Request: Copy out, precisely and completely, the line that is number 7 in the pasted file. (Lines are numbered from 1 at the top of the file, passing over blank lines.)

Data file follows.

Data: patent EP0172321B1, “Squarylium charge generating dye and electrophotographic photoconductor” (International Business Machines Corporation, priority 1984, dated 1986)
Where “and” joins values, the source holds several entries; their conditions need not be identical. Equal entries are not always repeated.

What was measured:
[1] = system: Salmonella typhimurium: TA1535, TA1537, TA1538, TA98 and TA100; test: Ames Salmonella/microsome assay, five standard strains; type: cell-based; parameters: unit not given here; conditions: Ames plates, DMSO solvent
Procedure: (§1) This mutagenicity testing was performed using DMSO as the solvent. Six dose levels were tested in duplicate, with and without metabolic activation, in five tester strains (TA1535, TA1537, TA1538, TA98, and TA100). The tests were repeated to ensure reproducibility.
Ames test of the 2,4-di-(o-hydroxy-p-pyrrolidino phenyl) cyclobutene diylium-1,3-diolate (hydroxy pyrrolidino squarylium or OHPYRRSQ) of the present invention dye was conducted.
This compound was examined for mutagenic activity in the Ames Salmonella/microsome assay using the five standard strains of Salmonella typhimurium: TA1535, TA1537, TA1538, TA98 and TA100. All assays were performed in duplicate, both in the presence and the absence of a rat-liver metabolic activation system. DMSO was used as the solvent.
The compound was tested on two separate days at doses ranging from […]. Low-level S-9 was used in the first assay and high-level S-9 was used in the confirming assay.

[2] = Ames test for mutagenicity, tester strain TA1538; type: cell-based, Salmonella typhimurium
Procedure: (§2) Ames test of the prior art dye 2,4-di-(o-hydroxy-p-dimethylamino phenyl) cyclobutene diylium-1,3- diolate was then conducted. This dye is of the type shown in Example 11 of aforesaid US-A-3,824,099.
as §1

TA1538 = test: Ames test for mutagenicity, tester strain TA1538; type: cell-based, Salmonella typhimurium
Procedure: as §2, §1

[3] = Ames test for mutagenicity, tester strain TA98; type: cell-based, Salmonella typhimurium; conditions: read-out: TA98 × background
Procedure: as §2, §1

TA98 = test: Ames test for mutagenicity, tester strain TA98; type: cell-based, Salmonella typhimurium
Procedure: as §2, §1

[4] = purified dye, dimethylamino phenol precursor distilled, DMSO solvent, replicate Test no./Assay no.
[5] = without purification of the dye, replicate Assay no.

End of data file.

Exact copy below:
This compound was examined for mutagenic activity in the Ames Salmonella/microsome assay using the five standard strains of Salmonella typhimurium: TA1535, TA1537, TA1538, TA98 and TA100. All assays were performed in duplicate, both in the presence and the absence of a rat-liver metabolic activation system. DMSO was used as the solvent.